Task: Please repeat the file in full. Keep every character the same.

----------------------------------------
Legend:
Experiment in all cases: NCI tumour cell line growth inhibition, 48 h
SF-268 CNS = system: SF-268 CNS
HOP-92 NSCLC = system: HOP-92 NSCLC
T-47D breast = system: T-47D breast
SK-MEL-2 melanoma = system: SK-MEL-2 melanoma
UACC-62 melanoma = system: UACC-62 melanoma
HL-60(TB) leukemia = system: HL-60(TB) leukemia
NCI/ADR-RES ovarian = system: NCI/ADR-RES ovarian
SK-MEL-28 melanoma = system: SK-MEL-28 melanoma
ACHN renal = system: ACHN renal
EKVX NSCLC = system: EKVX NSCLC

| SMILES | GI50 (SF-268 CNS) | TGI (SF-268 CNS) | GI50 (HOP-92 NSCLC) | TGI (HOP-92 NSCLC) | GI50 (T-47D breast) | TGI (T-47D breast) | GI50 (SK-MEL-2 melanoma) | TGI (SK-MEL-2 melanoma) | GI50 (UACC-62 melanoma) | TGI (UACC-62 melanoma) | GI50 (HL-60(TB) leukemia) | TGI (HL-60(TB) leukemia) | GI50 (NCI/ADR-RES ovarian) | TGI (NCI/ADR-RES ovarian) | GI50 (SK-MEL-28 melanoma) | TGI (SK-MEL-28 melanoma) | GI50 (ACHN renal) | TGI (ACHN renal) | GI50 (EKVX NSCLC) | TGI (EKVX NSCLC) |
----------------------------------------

Legend:
Experiment in all cases: NCI tumour cell line growth inhibition, 48 h
SF-268 CNS = system: SF-268 CNS
HOP-92 NSCLC = system: HOP-92 NSCLC
T-47D breast = system: T-47D breast
SK-MEL-2 melanoma = system: SK-MEL-2 melanoma
UACC-62 melanoma = system: UACC-62 melanoma
HL-60(TB) leukemia = system: HL-60(TB) leukemia
NCI/ADR-RES ovarian = system: NCI/ADR-RES ovarian
SK-MEL-28 melanoma = system: SK-MEL-28 melanoma
ACHN renal = system: ACHN renal
EKVX NSCLC = system: EKVX NSCLC

| SMILES | GI50 (SF-268 CNS) | TGI (SF-268 CNS) | GI50 (HOP-92 NSCLC) | TGI (HOP-92 NSCLC) | GI50 (T-47D breast) | TGI (T-47D breast) | GI50 (SK-MEL-2 melanoma) | TGI (SK-MEL-2 melanoma) | GI50 (UACC-62 melanoma) | TGI (UACC-62 melanoma) | GI50 (HL-60(TB) leukemia) | TGI (HL-60(TB) leukemia) | GI50 (NCI/ADR-RES ovarian) | TGI (NCI/ADR-RES ovarian) | GI50 (SK-MEL-28 melanoma) | TGI (SK-MEL-28 melanoma) | GI50 (ACHN renal) | TGI (ACHN renal) | GI50 (EKVX NSCLC) | TGI (EKVX NSCLC) |